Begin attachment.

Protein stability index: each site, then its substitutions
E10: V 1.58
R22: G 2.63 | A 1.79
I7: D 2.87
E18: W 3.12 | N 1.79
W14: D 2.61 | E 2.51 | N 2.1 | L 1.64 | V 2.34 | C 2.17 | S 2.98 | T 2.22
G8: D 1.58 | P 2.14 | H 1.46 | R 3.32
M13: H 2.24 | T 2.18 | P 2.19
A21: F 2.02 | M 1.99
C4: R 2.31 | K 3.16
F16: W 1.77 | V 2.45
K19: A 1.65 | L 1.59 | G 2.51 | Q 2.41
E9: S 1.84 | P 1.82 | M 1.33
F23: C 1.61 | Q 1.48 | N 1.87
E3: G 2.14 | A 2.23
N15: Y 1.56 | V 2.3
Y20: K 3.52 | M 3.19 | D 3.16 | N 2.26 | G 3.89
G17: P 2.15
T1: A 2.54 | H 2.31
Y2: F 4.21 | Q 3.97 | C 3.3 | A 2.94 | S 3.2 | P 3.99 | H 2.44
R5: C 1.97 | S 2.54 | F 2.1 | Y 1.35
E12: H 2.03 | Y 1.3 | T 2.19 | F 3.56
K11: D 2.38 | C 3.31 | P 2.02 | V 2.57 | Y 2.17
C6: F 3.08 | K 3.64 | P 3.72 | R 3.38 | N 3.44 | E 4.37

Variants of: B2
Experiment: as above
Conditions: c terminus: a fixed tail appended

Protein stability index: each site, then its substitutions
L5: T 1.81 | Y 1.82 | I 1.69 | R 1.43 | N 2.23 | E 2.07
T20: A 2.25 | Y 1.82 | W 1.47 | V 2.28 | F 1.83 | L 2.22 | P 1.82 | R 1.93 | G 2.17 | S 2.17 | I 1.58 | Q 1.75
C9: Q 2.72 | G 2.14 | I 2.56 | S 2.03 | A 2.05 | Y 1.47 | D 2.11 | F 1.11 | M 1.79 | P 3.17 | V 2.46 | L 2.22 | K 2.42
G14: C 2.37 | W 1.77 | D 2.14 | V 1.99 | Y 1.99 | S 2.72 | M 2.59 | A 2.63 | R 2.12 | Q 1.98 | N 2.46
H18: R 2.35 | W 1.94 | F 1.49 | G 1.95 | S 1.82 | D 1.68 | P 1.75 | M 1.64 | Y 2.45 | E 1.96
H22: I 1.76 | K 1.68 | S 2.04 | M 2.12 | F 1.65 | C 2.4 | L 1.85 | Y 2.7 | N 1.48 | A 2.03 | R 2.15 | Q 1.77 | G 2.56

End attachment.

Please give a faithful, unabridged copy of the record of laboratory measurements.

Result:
Protein stability index: each site, then its substitutions
E10: V 1.58
R22: G 2.63 | A 1.79
I7: D 2.87
E18: W 3.12 | N 1.79
W14: D 2.61 | E 2.51 | N 2.1 | L 1.64 | V 2.34 | C 2.17 | S 2.98 | T 2.22
G8: D 1.58 | P 2.14 | H 1.46 | R 3.32
M13: H 2.24 | T 2.18 | P 2.19
A21: F 2.02 | M 1.99
C4: R 2.31 | K 3.16
F16: W 1.77 | V 2.45
K19: A 1.65 | L 1.59 | G 2.51 | Q 2.41
E9: S 1.84 | P 1.82 | M 1.33
F23: C 1.61 | Q 1.48 | N 1.87
E3: G 2.14 | A 2.23
N15: Y 1.56 | V 2.3
Y20: K 3.52 | M 3.19 | D 3.16 | N 2.26 | G 3.89
G17: P 2.15
T1: A 2.54 | H 2.31
Y2: F 4.21 | Q 3.97 | C 3.3 | A 2.94 | S 3.2 | P 3.99 | H 2.44
R5: C 1.97 | S 2.54 | F 2.1 | Y 1.35
E12: H 2.03 | Y 1.3 | T 2.19 | F 3.56
K11: D 2.38 | C 3.31 | P 2.02 | V 2.57 | Y 2.17
C6: F 3.08 | K 3.64 | P 3.72 | R 3.38 | N 3.44 | E 4.37

Variants of: B2
Experiment: as above
Conditions: c terminus: a fixed tail appended

Protein stability index: each site, then its substitutions
L5: T 1.81 | Y 1.82 | I 1.69 | R 1.43 | N 2.23 | E 2.07
T20: A 2.25 | Y 1.82 | W 1.47 | V 2.28 | F 1.83 | L 2.22 | P 1.82 | R 1.93 | G 2.17 | S 2.17 | I 1.58 | Q 1.75
C9: Q 2.72 | G 2.14 | I 2.56 | S 2.03 | A 2.05 | Y 1.47 | D 2.11 | F 1.11 | M 1.79 | P 3.17 | V 2.46 | L 2.22 | K 2.42
G14: C 2.37 | W 1.77 | D 2.14 | V 1.99 | Y 1.99 | S 2.72 | M 2.59 | A 2.63 | R 2.12 | Q 1.98 | N 2.46
H18: R 2.35 | W 1.94 | F 1.49 | G 1.95 | S 1.82 | D 1.68 | P 1.75 | M 1.64 | Y 2.45 | E 1.96
H22: I 1.76 | K 1.68 | S 2.04 | M 2.12 | F 1.65 | C 2.4 | L 1.85 | Y 2.7 | N 1.48 | A 2.03 | R 2.15 | Q 1.77 | G 2.56